“By factoring in physical process variables, we are able to simulate the stress between the tool and the workpiece during the metal-cutting process. On this basis, even complex 5-axis processes can be reliably optimized. A stress collective of this kind can also be used in further FEM analyses for investigating the clamping situation of a tool or component.” This is one example described by the Head of the Tool Engineering Centre. “This means I can generate a database with relative accuracy, so as to provide the designer with guidelines for dimensioning and optimizing clamping devices or machinery structures. If you are thoroughly familiar with your metal-cutting processes, you also have a good description of the important boundary conditions involved.”

Collaboration with a Think Tank in the U.S.: The Swabians owe insights of this kind to the simulation programs of their long-standing cooperation partner Third Wave Systems (TWS), Inc. in Minneapolis, Minn. “Some tool manufacturers from our customer base drew our attention to a software package called AdvantEdge from the USA , said to be very well suited for high-precision FEM simulation of metal-cutting processes,” recalls Dr. Itterheim. “Following some tests with our own data, we decided in 2008 to enter into an alliance with TWS.” Meanwhile, it’s not only this software that’s being used by ISBE’s customers: the Production Module has also proved most efficacious, used to optimize NC programs for milling and turning with the aid of simulation also based on FEM data. Cross-frontier alliances of this kind are seen by Nick Shannon, Sales & Application Engineer at TWS, as an essential precondition for global engineering that “synergizes the unique developments on the individual markets to form a holistic corporate capability.”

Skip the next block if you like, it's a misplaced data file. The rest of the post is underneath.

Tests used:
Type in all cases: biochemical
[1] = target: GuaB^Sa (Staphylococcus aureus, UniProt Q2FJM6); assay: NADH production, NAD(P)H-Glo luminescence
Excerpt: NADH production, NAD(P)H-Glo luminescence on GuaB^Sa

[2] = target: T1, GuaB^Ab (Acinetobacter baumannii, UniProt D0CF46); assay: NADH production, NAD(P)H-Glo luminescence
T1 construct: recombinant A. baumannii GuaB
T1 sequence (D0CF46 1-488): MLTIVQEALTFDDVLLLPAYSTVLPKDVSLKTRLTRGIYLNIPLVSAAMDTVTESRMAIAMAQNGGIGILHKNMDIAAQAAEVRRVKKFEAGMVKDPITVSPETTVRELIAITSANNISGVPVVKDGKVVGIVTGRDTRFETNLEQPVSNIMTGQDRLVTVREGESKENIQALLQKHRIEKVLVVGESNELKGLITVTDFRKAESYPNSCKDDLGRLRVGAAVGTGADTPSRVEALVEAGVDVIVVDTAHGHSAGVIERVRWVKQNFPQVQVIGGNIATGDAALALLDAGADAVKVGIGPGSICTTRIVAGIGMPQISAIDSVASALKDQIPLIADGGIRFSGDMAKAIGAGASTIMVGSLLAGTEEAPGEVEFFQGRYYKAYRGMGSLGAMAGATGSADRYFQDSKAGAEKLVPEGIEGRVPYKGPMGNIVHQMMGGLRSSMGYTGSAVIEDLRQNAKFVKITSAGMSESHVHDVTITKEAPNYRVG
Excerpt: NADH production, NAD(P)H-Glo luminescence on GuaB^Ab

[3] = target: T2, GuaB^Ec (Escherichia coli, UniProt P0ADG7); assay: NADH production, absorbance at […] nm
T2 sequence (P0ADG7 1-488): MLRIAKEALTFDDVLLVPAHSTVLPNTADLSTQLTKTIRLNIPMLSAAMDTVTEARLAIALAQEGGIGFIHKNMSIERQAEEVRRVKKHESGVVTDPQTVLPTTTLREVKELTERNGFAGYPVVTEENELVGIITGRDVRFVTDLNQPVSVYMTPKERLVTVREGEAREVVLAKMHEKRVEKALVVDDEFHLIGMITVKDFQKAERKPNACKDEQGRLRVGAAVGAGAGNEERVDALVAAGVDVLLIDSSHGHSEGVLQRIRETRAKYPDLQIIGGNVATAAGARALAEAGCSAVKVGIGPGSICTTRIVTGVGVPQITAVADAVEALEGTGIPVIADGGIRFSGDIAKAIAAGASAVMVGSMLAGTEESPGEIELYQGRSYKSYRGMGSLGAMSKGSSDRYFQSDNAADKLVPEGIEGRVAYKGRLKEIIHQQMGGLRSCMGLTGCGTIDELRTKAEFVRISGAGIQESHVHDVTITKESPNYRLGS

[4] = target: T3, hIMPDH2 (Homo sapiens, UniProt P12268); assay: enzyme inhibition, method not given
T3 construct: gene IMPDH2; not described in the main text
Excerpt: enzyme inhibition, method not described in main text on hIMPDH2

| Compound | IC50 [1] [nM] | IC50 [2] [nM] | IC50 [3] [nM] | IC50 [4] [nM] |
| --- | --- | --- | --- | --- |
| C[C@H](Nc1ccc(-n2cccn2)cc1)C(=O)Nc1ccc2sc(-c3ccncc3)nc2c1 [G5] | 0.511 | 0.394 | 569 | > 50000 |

But where does simulation come up against its limits? Can everything really be precisely predicted and optimized in a virtual environment? “Metal-cutting is an extremely complex phenomenon, with many unknown boundary conditions,” explains TWS’ Development Manager Dr. Shuji Usui. “So there is a lot of development work still needed in order to research this operation further.” To which his German partner Dr. Itterheim adds: “First we have to know from the customer what his actual goal is when it comes to optimizing his metal-cutting operation. Only then can we advise him which software and which approach will give him the best results. It’s completely wrong to simply sell the customer a software package and then to leave him alone with it."